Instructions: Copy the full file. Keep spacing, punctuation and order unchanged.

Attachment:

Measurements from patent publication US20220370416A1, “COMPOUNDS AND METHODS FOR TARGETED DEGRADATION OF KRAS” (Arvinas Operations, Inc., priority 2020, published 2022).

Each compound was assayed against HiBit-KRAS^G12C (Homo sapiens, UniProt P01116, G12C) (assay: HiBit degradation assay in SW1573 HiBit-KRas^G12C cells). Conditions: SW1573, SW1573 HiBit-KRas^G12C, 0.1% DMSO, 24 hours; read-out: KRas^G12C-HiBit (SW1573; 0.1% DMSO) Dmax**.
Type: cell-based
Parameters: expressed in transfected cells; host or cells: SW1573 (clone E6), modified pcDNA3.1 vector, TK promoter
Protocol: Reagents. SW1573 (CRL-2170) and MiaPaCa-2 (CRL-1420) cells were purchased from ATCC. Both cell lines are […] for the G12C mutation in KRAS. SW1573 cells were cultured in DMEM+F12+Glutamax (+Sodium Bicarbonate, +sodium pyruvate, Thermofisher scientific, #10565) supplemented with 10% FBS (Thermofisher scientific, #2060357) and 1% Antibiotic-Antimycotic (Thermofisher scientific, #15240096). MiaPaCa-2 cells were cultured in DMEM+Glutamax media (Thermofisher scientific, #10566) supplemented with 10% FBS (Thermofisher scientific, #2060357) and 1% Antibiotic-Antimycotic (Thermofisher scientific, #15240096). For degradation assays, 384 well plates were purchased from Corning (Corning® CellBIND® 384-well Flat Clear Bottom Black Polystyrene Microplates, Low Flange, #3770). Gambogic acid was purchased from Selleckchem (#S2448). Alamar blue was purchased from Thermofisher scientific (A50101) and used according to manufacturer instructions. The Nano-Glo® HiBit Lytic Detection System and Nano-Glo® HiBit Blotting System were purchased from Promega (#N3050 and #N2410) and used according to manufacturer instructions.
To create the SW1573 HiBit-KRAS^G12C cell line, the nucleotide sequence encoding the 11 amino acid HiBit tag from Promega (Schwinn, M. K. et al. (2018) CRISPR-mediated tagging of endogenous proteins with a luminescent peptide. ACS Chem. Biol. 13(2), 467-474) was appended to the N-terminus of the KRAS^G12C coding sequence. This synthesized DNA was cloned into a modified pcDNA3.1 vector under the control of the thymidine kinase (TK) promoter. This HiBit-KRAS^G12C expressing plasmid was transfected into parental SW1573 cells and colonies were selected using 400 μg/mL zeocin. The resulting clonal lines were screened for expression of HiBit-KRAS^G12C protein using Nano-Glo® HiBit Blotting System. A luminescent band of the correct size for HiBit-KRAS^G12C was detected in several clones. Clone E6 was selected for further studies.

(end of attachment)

Measurements from patent publication US20220370416A1, “COMPOUNDS AND METHODS FOR TARGETED DEGRADATION OF KRAS” (Arvinas Operations, Inc., priority 2020, published 2022).

Each compound was assayed against HiBit-KRAS^G12C (Homo sapiens, UniProt P01116, G12C) (assay: HiBit degradation assay in SW1573 HiBit-KRas^G12C cells). Conditions: SW1573, SW1573 HiBit-KRas^G12C, 0.1% DMSO, 24 hours; read-out: KRas^G12C-HiBit (SW1573; 0.1% DMSO) Dmax**.
Type: cell-based
Parameters: expressed in transfected cells; host or cells: SW1573 (clone E6), modified pcDNA3.1 vector, TK promoter
Protocol: Reagents. SW1573 (CRL-2170) and MiaPaCa-2 (CRL-1420) cells were purchased from ATCC. Both cell lines are […] for the G12C mutation in KRAS. SW1573 cells were cultured in DMEM+F12+Glutamax (+Sodium Bicarbonate, +sodium pyruvate, Thermofisher scientific, #10565) supplemented with 10% FBS (Thermofisher scientific, #2060357) and 1% Antibiotic-Antimycotic (Thermofisher scientific, #15240096). MiaPaCa-2 cells were cultured in DMEM+Glutamax media (Thermofisher scientific, #10566) supplemented with 10% FBS (Thermofisher scientific, #2060357) and 1% Antibiotic-Antimycotic (Thermofisher scientific, #15240096). For degradation assays, 384 well plates were purchased from Corning (Corning® CellBIND® 384-well Flat Clear Bottom Black Polystyrene Microplates, Low Flange, #3770). Gambogic acid was purchased from Selleckchem (#S2448). Alamar blue was purchased from Thermofisher scientific (A50101) and used according to manufacturer instructions. The Nano-Glo® HiBit Lytic Detection System and Nano-Glo® HiBit Blotting System were purchased from Promega (#N3050 and #N2410) and used according to manufacturer instructions.
To create the SW1573 HiBit-KRAS^G12C cell line, the nucleotide sequence encoding the 11 amino acid HiBit tag from Promega (Schwinn, M. K. et al. (2018) CRISPR-mediated tagging of endogenous proteins with a luminescent peptide. ACS Chem. Biol. 13(2), 467-474) was appended to the N-terminus of the KRAS^G12C coding sequence. This synthesized DNA was cloned into a modified pcDNA3.1 vector under the control of the thymidine kinase (TK) promoter. This HiBit-KRAS^G12C expressing plasmid was transfected into parental SW1573 cells and colonies were selected using 400 μg/mL zeocin. The resulting clonal lines were screened for expression of HiBit-KRAS^G12C protein using Nano-Glo® HiBit Blotting System. A luminescent band of the correct size for HiBit-KRAS^G12C was detected in several clones. Clone E6 was selected for further studies.